A Private Place Where HIV, Zika and Ebola Hide

It all started about two years ago, when a patient of Jean-Pierre Routy with HIV wanted to undergo a sex change. The individual was planning to go to GRS (for ‘Gender Reassignment Surgery’) Montreal, a center that facilitates over 400 such surgeries a year. At the time, it was the only center in Canada to offer the procedure, also known as gender affirmation surgery. According to Routy, an infectious disease clinician and researcher at McGill University in Montreal, getting human testicular tissue for study is extremely difficult, so after he received consent from the individual to obtain samples of the man’s discarded testes for research once they were removed during surgery, Routy reached out to GRS Montreal. “I was probably the first person to ask GRS to share tissue,” Routy says. The tissue from the patient was delivered to his lab, and since then, Routy has received close to 100 such testicular tissue samples from GRS Montreal, of which a tenth have come specifically from people who are HIV positive.

Routy’s main research focus is on how and why viruses like HIV persist in the body. With the testicular tissue from the HIV-positive man, he was hoping to get closer to understanding this persistence. Testes (or testicles) are what are known as an ‘immune-privileged’ site, which allows sperm cells within testicles to be protected from the body’s immune system. Most cells in the body are recognized by the immune system as ‘self,’ but mature sperm are a notable exception. Since sperm cells don’t mature until puberty, the immune system doesn’t recognize sperm as ‘self,’ but rather as a foreign agent. Immune privilege prevents molecular triggers, called antigens, expressed by sperm from inciting an autoimmune attack against them. Some 20 percent of male infertility is thought to be a result of a breakdown of immune privilege, in which sperm cells are attacked and destroyed by the body.

On the flip side, immune privilege allows foreign invaders, including viruses, to find protection from the immune system within the testes. This is because antigens from invaders also do not seem to set off an inflammatory response, unlike elsewhere in the body. Routy and his team observed this to be the case when they examined testicular tissue and blood samples of six patients who were HIV positive and receiving antiretroviral therapy. All six, despite being treated with anti-HIV medication with such success that the virus was undetectable in their blood, had lingering viral DNA in at least one testicle. The result indicated the virus could evade drug treatment by finding a home in the testes.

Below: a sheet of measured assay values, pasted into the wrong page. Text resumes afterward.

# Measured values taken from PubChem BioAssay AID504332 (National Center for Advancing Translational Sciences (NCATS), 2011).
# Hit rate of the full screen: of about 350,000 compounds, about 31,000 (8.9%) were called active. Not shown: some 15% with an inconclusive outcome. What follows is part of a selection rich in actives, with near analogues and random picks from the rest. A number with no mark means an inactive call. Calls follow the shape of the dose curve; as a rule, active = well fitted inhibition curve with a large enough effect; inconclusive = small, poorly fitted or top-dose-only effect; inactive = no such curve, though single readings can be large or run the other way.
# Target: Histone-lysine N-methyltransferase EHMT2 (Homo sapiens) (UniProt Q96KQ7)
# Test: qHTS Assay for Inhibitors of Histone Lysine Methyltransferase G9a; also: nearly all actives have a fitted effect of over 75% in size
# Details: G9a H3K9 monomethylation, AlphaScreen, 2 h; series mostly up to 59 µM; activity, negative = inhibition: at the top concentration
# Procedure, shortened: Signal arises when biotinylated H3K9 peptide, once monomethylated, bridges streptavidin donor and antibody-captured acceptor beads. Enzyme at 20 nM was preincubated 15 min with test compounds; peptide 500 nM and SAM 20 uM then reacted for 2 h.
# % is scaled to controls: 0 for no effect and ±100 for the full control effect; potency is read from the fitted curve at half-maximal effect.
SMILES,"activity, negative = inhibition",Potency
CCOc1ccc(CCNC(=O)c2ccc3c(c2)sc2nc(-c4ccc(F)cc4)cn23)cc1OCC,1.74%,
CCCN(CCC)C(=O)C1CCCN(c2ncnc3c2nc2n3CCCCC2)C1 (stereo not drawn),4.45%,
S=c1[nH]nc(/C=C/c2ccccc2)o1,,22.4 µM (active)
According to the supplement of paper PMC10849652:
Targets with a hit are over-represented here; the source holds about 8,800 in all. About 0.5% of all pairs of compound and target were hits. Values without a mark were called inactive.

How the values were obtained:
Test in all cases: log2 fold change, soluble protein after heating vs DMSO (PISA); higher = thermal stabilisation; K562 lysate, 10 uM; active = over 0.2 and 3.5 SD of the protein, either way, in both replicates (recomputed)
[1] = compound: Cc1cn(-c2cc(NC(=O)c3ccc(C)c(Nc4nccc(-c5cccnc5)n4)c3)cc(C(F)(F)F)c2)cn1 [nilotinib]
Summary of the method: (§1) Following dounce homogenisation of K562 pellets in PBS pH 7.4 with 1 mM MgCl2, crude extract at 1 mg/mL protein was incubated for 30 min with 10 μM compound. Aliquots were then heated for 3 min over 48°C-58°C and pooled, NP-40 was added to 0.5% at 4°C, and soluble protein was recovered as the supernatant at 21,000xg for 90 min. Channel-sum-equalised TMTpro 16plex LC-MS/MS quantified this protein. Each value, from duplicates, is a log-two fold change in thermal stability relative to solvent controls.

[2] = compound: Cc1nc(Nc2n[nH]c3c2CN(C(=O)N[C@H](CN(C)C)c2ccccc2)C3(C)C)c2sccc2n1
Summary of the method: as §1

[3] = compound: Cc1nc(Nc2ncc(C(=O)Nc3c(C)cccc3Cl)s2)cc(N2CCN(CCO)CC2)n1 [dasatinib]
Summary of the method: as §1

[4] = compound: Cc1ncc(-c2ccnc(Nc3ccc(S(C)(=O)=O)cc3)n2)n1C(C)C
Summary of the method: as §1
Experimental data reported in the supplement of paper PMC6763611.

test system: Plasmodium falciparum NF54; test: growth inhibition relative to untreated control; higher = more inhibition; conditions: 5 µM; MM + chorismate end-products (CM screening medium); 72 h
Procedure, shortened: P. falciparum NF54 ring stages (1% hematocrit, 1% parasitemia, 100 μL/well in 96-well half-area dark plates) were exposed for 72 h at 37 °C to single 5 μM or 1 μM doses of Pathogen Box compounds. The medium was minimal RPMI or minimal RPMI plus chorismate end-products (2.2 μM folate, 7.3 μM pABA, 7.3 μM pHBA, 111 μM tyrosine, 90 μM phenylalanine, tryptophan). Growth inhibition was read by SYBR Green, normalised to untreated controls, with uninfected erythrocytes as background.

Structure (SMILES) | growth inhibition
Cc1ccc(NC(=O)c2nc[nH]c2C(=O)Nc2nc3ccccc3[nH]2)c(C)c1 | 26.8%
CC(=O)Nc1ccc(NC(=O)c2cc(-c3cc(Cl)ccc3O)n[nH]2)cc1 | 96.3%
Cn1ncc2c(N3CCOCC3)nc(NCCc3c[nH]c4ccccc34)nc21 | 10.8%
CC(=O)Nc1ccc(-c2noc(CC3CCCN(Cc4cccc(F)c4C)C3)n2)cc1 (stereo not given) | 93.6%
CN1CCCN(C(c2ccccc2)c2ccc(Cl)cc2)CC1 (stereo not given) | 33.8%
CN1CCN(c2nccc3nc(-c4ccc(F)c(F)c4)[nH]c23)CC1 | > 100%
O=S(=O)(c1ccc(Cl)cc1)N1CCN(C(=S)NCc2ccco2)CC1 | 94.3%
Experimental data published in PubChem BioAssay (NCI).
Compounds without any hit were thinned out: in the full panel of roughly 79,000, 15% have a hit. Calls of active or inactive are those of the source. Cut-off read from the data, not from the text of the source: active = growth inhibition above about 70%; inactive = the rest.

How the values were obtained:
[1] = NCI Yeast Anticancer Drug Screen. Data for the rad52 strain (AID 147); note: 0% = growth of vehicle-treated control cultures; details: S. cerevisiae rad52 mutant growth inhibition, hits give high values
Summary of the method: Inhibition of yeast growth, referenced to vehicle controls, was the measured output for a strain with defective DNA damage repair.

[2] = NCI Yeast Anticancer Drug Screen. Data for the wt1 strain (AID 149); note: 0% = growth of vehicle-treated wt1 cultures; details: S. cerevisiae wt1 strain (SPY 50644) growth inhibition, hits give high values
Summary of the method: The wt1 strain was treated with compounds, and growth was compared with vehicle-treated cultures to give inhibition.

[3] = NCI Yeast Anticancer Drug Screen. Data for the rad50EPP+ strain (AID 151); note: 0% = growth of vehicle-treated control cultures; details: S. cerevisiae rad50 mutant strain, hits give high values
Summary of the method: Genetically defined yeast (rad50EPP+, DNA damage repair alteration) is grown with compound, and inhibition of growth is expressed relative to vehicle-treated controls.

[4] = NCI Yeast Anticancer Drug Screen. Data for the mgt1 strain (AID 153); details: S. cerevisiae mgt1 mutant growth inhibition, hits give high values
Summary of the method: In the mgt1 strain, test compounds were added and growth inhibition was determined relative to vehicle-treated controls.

Exactly how HIV and other viruses manage to gain entry into the testes and stay, often for years on end, without being detected by the immune system is still being worked out by scientists. The recent Zika and Ebola epidemics brought further urgency to the issue of immune privilege. Reports emerged of patients who had these viruses in their semen months after they were originally infected even though the viruses had been cleared from elsewhere in their bodies. In one of the most extreme cases, Zika virus was detected in the semen of a man in Italy at least 134 days after symptoms of the disease (mainly a fever) first emerged, even though blood and saliva samples showed no trace of the virus. A semen test done at day 188 still showed the presence of virus (his blood and saliva weren’t tested).

The testes seem to be a particularly understudied area among immune-privileged sites, which also include the eye and the brain. Human testes are less readily available than other tissue types donated to research, making it tough to validate findings in animal studies. But the dedicated few scientists in the field working with testicular tissue say that the reach of insights gleaned from studying infectious diseases that affect the testes could also help treat diseases affecting other organs, including cancer and diabetes. For now, though, much of the focus is on viruses. “If we don’t learn how [viruses] persist in the testes, then patients will continue to transmit the virus to others and put people at risk,” Routy says. Read more via Scientific America